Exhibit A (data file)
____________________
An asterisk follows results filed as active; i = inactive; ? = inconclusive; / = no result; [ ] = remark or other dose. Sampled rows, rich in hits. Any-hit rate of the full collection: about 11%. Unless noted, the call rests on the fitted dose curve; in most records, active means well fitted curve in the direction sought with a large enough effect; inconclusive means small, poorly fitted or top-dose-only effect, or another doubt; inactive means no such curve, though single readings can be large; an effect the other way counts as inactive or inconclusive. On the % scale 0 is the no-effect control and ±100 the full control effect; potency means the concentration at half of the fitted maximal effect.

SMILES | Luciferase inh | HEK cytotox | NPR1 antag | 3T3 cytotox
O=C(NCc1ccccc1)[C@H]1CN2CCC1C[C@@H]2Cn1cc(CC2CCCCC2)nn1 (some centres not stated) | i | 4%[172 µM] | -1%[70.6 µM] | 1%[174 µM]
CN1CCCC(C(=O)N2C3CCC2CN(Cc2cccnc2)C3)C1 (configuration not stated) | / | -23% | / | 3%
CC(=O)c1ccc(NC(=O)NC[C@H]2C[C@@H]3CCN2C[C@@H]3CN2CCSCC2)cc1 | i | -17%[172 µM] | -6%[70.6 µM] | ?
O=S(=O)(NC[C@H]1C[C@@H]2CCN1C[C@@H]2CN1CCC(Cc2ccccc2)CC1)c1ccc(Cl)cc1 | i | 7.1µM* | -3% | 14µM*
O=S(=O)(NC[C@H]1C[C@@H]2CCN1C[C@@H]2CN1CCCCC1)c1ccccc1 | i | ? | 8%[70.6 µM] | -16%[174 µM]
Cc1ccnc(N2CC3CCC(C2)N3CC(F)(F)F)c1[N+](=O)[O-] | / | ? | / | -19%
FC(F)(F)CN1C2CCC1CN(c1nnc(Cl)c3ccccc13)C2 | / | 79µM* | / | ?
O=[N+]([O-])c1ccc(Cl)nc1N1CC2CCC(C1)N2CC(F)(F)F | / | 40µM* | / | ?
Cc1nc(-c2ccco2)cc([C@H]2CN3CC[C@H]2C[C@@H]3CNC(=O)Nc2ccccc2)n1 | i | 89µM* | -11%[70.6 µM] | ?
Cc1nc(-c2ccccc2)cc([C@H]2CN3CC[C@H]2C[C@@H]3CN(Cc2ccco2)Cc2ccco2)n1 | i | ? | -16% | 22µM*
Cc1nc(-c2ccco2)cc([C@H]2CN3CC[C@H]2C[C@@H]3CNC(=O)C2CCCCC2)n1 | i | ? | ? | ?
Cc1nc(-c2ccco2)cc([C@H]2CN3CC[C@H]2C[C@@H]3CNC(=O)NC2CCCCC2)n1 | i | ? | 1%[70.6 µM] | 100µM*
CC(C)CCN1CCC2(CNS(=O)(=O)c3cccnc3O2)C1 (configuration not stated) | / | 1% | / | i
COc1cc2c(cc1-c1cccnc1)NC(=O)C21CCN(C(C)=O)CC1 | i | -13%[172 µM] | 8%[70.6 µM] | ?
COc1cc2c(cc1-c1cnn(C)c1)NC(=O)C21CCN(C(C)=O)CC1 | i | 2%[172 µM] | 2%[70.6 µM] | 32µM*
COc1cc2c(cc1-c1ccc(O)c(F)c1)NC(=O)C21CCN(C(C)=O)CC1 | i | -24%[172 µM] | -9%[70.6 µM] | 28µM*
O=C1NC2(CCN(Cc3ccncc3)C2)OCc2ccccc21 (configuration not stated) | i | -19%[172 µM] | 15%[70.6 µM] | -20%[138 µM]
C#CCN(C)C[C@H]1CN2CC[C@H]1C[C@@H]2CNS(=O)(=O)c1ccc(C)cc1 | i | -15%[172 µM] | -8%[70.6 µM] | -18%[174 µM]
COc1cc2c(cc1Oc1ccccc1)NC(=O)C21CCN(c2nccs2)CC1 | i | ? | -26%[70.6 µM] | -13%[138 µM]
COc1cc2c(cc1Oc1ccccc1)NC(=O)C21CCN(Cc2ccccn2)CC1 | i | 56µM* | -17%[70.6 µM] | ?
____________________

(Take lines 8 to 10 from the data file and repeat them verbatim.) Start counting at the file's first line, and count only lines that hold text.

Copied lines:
Cc1ccnc(N2CC3CCC(C2)N3CC(F)(F)F)c1[N+](=O)[O-] | / | ? | / | -19%
FC(F)(F)CN1C2CCC1CN(c1nnc(Cl)c3ccccc13)C2 | / | 79µM* | / | ?
O=[N+]([O-])c1ccc(Cl)nc1N1CC2CCC(C1)N2CC(F)(F)F | / | 40µM* | / | ?